Romilla Chetty, the first woman in her family to run the vendor business in South Africa

Romilla Chetty—a third-generation trader in Durban’s Warwick Junction, South Africa

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Romilla Chetty—a third-generation trader in Durban’s Warwick Junction and the first woman in her family to run the business—is an advocate for the rights of market traders and street vendors. She sees her trading community as “one big family” and has served as the secretary for the Early Morning Market Traders Association for two decades.

Warwick Junction is a transport hub in the heart of Durban, where thousands of informal workers earn their livelihoods. They sell food to hungry commuters, and clothes, hats and beads.

The national lockdown that South Africa’s government announced in response to the COVID-19 pandemic, beginning March 27, 2020, brought informal trade to a sudden halt.

The South African Informal Traders Alliance (SAITA), of which the Early Morning Market Traders Association is a member, joined forces with WIEGO and other advocates to demand that informal traders be included in the Disaster Management Regulations. On April 2 the government deemed informal food traders to be essential service providers—but only if they had municipal authorization and permits. Several municipalities balked, saying they were closed. It took more concerted advocacy, with traders’ representatives leveraging the connections they have built in recent years, for the government to respond by telling municipalities to open offices and ensure traders could get the necessary permits.

“We left the market on the 27th of March, thinking that we would be back in a month’s time, but that certainly did not happen. We experienced problems for over six months with getting the market opened.”—Romilla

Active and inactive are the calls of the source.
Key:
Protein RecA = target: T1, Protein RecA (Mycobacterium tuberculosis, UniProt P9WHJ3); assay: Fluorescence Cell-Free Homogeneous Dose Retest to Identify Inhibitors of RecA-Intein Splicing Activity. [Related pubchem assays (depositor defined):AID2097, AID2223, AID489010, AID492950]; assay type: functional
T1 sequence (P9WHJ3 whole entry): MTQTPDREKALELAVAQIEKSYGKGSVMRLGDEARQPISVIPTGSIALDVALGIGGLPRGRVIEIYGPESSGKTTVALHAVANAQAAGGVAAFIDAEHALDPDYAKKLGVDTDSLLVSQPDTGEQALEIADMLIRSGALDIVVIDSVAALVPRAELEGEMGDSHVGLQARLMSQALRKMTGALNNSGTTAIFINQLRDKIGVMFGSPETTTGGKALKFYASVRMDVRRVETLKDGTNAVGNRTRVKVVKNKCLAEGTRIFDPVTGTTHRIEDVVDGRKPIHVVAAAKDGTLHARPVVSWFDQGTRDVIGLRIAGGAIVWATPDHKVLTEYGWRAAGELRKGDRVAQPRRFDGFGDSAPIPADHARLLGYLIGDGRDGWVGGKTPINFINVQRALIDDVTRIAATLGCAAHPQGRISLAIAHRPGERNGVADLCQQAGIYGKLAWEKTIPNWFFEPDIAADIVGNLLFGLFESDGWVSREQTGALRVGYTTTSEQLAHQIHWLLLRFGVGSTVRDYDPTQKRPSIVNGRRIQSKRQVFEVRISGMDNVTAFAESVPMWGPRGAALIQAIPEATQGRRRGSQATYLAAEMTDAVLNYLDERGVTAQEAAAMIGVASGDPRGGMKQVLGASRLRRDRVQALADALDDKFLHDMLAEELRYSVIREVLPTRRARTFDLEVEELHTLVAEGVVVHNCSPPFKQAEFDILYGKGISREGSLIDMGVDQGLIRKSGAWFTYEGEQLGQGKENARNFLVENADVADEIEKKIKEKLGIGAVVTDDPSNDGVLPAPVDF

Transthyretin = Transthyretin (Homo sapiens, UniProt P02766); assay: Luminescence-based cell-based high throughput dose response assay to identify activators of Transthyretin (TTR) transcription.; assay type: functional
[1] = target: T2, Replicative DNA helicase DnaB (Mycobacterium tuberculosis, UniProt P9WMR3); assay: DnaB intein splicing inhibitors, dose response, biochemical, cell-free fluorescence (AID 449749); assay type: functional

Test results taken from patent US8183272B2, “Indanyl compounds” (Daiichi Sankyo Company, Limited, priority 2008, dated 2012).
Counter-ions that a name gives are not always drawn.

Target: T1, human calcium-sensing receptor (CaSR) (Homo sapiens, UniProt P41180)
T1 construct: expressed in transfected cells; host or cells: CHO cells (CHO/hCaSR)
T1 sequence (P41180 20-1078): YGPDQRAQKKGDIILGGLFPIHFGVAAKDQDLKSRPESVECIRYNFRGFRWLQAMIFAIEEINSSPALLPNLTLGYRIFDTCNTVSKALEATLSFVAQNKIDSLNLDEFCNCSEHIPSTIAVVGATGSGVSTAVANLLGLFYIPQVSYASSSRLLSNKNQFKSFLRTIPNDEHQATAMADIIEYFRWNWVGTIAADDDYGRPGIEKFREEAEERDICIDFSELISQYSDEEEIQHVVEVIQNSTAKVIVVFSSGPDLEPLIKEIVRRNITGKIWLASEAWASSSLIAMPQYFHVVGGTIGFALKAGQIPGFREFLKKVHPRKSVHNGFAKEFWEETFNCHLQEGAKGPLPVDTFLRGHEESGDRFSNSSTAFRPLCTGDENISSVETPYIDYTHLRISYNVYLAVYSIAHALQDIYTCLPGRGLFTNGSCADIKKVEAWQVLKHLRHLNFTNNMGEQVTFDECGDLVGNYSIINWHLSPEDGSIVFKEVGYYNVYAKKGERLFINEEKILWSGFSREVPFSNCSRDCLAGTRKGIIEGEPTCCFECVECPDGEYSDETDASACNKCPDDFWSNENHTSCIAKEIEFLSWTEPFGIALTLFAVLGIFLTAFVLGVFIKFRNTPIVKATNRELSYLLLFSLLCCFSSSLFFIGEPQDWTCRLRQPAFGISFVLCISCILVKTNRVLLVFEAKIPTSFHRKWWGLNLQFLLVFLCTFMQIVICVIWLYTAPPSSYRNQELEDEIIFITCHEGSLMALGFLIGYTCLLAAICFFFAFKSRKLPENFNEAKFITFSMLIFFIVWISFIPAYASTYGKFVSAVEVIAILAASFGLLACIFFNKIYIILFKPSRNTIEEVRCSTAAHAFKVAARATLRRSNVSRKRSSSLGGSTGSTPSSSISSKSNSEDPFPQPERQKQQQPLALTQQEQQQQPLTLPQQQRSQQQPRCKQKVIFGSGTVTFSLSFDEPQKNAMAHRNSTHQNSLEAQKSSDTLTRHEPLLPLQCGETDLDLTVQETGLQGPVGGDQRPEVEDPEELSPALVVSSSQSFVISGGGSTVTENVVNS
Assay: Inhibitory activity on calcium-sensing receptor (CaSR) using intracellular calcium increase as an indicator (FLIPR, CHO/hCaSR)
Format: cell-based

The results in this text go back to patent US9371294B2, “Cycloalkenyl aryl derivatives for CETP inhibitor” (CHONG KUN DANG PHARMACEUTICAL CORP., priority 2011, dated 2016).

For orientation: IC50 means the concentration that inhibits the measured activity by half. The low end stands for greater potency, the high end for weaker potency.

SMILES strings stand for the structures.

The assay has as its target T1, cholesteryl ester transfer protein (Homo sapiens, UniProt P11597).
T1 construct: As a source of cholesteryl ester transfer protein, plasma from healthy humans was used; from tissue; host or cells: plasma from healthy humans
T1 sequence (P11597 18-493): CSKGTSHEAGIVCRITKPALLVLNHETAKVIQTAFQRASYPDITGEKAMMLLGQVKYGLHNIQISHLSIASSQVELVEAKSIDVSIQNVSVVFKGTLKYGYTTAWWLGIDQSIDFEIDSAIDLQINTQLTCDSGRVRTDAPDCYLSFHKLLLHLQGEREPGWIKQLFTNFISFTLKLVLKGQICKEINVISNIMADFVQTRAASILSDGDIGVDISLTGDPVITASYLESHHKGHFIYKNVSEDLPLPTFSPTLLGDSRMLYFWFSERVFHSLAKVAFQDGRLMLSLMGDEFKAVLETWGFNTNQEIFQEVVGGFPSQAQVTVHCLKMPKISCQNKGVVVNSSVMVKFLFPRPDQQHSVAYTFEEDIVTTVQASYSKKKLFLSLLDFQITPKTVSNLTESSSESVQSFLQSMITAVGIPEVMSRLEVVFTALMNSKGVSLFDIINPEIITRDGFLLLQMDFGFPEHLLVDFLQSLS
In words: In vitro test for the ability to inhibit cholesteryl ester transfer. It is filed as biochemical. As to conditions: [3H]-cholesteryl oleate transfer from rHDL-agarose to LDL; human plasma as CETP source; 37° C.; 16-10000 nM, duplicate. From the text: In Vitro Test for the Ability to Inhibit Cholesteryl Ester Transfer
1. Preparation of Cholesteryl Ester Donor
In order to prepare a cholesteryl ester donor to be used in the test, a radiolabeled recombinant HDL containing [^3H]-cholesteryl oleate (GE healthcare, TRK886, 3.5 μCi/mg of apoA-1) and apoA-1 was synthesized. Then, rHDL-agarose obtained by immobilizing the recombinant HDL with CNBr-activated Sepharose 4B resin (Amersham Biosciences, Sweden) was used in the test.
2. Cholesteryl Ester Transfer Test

While it appeared that the South African government was changing its attitude towards the informal economy when they declared informal food vendors (and, later, informal recyclers) to be essential service providers, their support for the sector stopped there. Across the country, all levels of government have remained disconnected from the informal sector and the needs of informal workers. Rather than trying to assist informal workers, their responses have been punitive.

However Romilla, along with her colleagues and allies, has worked hard to get trading up and running again. After the municipality allowed only one gate to be opened into Warwick’s early morning market, Romilla made numerous appeals to the municipality to open the rest of the gates and to reinstate regular trading hours. When they did not receive a response, Romilla and her colleagues decided to prove to the municipality that adequate measures to prevent the spread of coronavirus could be upheld with all gates open. They ensured that all the traders were equipped with sanitizer and that all of the trading tables were at least 2.5 metres apart. Then they created rosters for each of the gates, designating certain traders to have the responsibility of ensuring that customers’ sanitized their hands as they entered the market.

Romilla says she intends to continue working in the Early Morning Market and hopes that the local authorities will truly recognize the value of informal workers.

“Being the brave person that I am, I have overcome my fear of the virus and have learned to live with 
it, because it is going to be part of our lives.”—Romilla

Read Romilla’s full story

Photo: In 37 years of trading, Romilla has expanded the family business from two stalls to six. Credit: Sarah Heneck

Informal Economy Theme
Occupational group